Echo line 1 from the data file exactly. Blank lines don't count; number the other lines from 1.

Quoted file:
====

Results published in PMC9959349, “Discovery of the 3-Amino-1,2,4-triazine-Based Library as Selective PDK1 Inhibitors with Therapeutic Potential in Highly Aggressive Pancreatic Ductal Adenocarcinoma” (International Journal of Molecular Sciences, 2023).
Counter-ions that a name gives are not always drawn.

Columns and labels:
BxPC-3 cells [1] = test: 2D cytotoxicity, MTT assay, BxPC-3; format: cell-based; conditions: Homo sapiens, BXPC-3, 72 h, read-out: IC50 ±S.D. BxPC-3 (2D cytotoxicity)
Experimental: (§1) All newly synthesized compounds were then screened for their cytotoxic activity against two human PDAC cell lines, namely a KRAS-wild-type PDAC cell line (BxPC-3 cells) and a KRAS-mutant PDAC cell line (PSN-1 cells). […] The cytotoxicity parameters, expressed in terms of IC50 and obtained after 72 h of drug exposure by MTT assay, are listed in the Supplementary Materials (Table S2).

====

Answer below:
Results published in PMC9959349, “Discovery of the 3-Amino-1,2,4-triazine-Based Library as Selective PDK1 Inhibitors with Therapeutic Potential in Highly Aggressive Pancreatic Ductal Adenocarcinoma” (International Journal of Molecular Sciences, 2023).